First Londoners were multi-ethnic mix: museum

An undated image received from The Museum of London on November 23, 2015 shows the displayed skeleton of "The Harper Road W
An undated image received from The Museum of London on November 23, 2015 shows the displayed skeleton of "The Harper Road Woman", one of four ancient Roman skeletons that have undergone DNA analysis

A DNA analysis of four ancient Roman skeletons found in London shows the first inhabitants of the city were a multi-ethnic mix similar to contemporary Londoners, the Museum of London said on Monday.

Two of the skeletons were of people born outside Britain—one of a man linked genealogically to eastern Europe and the Near East, the other of a with from north Africa.

The injuries to the man's skull suggest that he may have been killed in the city's amphitheatre before his head was dumped into an open pit.

Both the man and the girl were suffering from periodontal disease, a type of gum disease.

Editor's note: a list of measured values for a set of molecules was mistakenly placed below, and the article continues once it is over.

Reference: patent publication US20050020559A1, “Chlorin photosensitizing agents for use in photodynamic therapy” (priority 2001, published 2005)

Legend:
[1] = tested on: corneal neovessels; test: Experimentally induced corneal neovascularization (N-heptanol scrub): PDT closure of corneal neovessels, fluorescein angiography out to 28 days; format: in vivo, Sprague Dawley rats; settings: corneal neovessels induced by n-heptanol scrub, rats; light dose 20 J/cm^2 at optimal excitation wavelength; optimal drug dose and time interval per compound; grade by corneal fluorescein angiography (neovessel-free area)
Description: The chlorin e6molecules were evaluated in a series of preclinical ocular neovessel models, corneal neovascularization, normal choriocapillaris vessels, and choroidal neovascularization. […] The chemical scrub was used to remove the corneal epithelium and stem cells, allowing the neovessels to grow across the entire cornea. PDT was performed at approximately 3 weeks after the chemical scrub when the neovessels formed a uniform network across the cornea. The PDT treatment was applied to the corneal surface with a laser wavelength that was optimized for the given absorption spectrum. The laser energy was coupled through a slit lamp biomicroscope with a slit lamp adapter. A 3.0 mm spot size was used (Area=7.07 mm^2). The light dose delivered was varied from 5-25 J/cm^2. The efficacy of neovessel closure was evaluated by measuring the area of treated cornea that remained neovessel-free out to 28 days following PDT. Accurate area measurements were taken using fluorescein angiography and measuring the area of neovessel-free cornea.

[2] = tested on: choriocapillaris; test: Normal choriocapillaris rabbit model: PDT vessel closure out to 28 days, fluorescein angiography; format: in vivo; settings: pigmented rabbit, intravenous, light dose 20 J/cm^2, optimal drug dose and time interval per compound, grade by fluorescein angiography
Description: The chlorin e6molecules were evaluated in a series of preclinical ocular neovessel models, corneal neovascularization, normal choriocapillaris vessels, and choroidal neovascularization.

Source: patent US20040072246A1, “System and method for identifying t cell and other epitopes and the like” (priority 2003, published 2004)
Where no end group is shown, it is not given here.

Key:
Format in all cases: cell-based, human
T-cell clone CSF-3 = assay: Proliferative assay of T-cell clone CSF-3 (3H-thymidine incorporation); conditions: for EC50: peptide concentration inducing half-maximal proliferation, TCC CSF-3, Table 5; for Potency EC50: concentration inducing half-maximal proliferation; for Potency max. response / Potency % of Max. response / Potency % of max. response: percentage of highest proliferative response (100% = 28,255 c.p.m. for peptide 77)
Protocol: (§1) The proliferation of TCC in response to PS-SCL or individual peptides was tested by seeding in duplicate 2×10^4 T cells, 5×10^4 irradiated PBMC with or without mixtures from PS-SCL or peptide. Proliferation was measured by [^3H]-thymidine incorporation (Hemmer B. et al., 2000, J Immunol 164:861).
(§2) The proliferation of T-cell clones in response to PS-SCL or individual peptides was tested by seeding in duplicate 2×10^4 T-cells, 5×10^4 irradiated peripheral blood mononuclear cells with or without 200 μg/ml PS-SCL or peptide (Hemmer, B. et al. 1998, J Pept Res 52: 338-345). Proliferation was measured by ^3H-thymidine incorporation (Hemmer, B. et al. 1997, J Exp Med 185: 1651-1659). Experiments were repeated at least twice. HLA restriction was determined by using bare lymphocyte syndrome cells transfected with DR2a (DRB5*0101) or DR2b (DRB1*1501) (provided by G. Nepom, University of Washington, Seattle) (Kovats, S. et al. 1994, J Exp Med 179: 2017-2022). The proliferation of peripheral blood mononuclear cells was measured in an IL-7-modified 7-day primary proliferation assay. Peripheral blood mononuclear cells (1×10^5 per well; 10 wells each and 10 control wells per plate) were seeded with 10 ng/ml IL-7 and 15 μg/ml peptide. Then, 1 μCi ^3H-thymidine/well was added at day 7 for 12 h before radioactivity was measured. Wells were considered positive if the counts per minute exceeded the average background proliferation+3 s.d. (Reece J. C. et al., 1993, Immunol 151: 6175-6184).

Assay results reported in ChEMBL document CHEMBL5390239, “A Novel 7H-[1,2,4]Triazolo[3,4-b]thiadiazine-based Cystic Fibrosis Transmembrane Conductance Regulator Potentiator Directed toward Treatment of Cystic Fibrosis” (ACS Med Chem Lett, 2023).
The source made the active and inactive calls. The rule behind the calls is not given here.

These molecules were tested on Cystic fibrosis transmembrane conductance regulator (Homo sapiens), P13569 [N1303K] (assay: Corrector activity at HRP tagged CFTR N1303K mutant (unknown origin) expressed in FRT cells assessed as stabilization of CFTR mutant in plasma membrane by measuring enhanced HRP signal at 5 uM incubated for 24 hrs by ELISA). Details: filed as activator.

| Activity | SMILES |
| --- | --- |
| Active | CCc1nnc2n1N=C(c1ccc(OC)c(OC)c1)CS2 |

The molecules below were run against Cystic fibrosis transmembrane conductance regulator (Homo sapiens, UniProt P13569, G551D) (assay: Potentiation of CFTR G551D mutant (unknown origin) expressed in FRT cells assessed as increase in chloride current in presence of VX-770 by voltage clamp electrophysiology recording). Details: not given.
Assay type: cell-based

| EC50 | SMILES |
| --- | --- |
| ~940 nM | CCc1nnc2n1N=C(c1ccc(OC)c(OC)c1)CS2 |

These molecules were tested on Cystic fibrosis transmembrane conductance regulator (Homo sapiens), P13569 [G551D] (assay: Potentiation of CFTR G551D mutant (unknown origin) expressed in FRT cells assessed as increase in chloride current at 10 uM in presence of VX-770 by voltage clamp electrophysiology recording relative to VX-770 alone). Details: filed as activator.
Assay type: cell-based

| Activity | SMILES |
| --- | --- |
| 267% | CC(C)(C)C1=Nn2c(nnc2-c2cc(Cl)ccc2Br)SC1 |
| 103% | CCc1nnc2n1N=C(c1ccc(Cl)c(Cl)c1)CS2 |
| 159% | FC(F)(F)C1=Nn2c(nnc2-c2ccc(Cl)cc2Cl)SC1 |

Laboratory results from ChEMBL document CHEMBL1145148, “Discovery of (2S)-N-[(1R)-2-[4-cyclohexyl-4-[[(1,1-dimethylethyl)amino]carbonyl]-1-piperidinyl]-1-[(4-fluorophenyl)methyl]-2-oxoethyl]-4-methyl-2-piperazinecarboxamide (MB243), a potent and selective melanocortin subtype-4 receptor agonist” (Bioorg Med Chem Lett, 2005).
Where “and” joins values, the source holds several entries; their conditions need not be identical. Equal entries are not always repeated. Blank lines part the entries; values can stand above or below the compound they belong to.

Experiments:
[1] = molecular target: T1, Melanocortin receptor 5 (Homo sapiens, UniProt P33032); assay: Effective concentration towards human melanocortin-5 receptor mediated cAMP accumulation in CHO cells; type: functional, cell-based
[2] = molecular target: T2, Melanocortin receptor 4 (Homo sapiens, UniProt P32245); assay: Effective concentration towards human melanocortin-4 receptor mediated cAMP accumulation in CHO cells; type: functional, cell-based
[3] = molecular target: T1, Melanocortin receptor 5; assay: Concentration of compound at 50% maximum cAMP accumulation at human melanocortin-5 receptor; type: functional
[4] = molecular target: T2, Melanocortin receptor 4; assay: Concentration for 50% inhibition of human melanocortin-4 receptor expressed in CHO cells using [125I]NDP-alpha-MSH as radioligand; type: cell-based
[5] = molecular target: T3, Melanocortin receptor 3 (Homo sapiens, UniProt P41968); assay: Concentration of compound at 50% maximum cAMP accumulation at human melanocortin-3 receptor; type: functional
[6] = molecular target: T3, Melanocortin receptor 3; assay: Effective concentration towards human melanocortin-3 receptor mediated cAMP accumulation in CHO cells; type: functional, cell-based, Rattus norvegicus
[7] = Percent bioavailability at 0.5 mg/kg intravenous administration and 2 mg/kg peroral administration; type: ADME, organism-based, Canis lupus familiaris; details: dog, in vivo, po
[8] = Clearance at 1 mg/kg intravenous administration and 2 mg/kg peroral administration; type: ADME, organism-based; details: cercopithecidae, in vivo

The other two skeletons of people believed to have been born in Britain were of a woman with maternal ancestry from northern Europe and of a man also with links through his mother to Europe or north Africa.

"We have always understood that Roman London was a culturally diverse place and now science is giving us certainty," said Caroline McDonald, senior curator of Roman London at the museum.

"People born in Londinium lived alongside people from across the Roman Empire exchanging ideas and cultures, much like the London we know today," she said.

The museum said in a statement that this was "the first multidisciplinary study of the inhabitants of a city anywhere in the Roman Empire".

The Romans founded Britain's capital city in the middle of the first century AD, under the emperor Claudius.

Britain's University of Durham researched stable isotopes from tooth enamel to determine migration patterns.

A tooth from each skeleton was also sent to McMaster University in Canada for DNA analysis that established the hair and eye colour of each individual and identified the diseases they were suffering from.

McMaster University also examined the mitochondrial DNA (mtDNA) to identify maternal ancestry.

The exhibition of the four skeletons, entitled "Written in Bone", opens on Friday.

© 2015 AFP

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